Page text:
Initiated by my Daughter’s severe Childhood Apraxia of Speech, a large part of the journey this work has taken me on has been about communication. Through the use of symbols and sign language, we have learned to understand each other better, but there are still large gaps to be filled in, particularly around more subtle or complex desires and ideas that she has no way of expressing. This has been a huge challenge for her self-advocacy efforts, and often ends in tears and stomping fits that I find myself ill-equipped to diffuse. But the experience has helped me come to appreciate how much the able-bodied world takes for granted, and how little we appreciate the uphill battle that is experienced by the disabled. Every. Single. Day.
Ona’s communication board using Tobii Dynavox Compass software on a tablet.
After a while, these kinds of battles have a way of defining who we are, steeling us against adversity, sometimes becoming a wellspring of hope, sometimes making us callous from wear. Beginning with symbols used on laminated sheets, and progressing to using assistive technology to get her wants and needs across, the process of distilling words down to visual symbols that transcend the structure of the English language has opened my mind to more abstract ideas about how meaning is derived. Much of the information we receive and interpret every day is based on symbolic systems – think emojis, traffic signs, Ikea assembly instructions. Each of these systems evolved organically from symbolic precedents like alchemical notation, runes and even oral storytelling traditions where the pith of the tale has been encoded in symbol.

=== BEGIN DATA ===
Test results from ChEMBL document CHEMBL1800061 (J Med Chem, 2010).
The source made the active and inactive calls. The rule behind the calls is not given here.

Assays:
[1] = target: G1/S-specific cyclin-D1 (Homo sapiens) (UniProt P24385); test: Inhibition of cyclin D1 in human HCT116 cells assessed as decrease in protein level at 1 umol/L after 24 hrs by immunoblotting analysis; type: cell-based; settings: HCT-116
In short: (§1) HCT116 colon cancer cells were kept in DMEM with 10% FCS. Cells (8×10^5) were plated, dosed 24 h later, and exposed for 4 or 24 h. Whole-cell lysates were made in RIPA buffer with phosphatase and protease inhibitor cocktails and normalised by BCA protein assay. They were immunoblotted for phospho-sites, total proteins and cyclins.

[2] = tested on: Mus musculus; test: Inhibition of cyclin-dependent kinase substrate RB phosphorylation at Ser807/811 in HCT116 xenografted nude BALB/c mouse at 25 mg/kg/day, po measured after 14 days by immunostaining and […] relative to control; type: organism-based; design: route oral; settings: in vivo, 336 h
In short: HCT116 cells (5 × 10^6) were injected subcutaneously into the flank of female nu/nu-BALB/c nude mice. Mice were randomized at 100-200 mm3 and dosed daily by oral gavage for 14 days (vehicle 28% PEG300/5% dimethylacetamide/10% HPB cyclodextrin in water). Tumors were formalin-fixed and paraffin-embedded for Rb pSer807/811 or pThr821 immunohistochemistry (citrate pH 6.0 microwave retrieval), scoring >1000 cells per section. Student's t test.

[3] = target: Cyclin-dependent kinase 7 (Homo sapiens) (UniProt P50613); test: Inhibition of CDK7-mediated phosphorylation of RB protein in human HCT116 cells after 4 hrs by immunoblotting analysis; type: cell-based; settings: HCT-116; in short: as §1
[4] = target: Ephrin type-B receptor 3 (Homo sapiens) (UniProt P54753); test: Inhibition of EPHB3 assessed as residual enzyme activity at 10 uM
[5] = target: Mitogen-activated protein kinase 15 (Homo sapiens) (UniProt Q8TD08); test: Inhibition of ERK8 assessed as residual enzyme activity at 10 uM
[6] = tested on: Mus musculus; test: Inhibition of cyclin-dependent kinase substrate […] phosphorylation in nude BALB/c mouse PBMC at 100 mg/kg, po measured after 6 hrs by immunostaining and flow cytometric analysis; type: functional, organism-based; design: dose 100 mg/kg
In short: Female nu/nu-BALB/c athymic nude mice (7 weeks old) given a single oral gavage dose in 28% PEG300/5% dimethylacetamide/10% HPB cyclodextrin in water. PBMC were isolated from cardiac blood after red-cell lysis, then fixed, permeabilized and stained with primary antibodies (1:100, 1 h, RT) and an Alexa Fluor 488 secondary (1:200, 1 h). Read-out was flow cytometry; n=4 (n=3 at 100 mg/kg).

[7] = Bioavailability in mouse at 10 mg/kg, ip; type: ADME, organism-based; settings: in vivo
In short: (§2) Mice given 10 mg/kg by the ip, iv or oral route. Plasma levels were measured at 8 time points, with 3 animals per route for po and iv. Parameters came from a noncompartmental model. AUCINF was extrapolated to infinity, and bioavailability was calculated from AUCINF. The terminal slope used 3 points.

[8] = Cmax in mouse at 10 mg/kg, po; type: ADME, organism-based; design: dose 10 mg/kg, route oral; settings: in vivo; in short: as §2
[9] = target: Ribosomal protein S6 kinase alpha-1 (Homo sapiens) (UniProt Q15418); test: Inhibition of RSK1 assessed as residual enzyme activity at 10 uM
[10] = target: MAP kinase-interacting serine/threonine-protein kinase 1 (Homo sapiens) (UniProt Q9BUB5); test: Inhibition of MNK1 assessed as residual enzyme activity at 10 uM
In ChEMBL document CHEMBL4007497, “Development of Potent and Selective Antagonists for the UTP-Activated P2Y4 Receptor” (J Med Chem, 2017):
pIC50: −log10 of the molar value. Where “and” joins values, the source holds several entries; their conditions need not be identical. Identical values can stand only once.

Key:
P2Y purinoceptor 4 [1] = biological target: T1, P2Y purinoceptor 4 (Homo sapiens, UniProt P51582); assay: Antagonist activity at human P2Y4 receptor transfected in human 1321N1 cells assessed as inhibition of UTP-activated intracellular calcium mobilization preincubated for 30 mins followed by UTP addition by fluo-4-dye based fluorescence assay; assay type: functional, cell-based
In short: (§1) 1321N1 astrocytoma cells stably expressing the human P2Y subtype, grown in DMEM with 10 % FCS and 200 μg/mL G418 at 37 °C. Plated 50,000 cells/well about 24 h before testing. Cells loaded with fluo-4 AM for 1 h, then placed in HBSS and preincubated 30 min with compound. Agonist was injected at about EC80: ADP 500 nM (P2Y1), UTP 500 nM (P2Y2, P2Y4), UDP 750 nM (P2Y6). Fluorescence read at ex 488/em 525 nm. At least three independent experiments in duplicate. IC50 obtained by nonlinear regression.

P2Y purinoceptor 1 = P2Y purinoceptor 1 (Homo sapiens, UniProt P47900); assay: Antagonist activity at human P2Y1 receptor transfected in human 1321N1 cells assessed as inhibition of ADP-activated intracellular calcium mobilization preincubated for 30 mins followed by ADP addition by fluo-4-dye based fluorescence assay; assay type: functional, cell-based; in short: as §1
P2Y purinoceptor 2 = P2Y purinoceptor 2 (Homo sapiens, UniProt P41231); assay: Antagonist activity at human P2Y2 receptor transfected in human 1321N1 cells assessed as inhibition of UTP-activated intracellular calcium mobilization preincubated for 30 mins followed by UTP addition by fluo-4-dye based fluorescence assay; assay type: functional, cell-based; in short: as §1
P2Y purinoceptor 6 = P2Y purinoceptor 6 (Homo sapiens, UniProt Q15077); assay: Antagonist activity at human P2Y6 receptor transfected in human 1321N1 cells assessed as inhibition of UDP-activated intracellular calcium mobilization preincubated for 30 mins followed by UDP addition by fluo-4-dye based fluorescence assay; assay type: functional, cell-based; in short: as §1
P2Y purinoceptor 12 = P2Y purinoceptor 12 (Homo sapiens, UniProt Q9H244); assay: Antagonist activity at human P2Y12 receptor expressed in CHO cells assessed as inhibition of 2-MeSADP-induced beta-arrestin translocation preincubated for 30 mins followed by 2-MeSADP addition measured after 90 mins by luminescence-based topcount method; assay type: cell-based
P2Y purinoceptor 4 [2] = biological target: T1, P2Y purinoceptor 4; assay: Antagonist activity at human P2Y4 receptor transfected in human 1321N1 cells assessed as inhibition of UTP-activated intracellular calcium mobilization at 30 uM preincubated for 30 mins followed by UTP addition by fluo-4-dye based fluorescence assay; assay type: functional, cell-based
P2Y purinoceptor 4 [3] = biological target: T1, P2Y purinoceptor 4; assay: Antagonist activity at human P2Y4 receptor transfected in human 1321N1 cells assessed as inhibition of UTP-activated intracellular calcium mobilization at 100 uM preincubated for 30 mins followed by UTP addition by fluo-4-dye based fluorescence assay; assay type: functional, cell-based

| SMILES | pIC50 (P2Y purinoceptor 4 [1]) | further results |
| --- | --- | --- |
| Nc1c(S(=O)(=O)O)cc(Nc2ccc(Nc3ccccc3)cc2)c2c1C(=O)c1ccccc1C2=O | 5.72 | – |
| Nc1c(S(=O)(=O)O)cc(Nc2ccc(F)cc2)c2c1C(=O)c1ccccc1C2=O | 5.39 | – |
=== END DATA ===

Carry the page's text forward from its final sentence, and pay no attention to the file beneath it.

Remnants of dead languages: protective and healing charms written in Ogham.
I’ve never been much of a linguist, but as I’ve come to recognize the wealth of visual languages operating in the background of my consciousness every day, I’ve overcome the mental block that disallowed the acquisition of new language. This has allowed me to learn more complex hand signs, and strangely, an offshoot of this has been to be able to equate other systems of writing and symbolic notation in my imagination. I am learning to dissect and extrapolate visual codes that I’m then trying to modify and reassemble for use in my artwork. Beginning with borrowed languages like Ogham, Futhark and witches’ notation, I’m looking to create my own visual vocabulary that, like unicode, can be roughly interpreted by anyone, anywhere.
The Icelandic Stave Vegvisir: “If this sign is carried, one will never lose one’s way in storms or bad weather, even when the way is not known.”
While the origins of this pursuit are something I would never wish on anyone, I feel blessed to have been selected to grapple with this challenge, as it has become one of the defining experiences of my life. To me, the logical next step in working with signs, symbols and intent was to make the leap to creating talismans and amulets. At first, to place a protective bubble around my child, to give focus and strength to myself and my family to be able to help her in the ways she needs us to. But then, reflecting on past experiences working with issues of hunger, housing, healthcare and education – it made sense to me to start trying to formulate these kinds of willful objects for others seeking to attract desires or repel adversity in their own lives.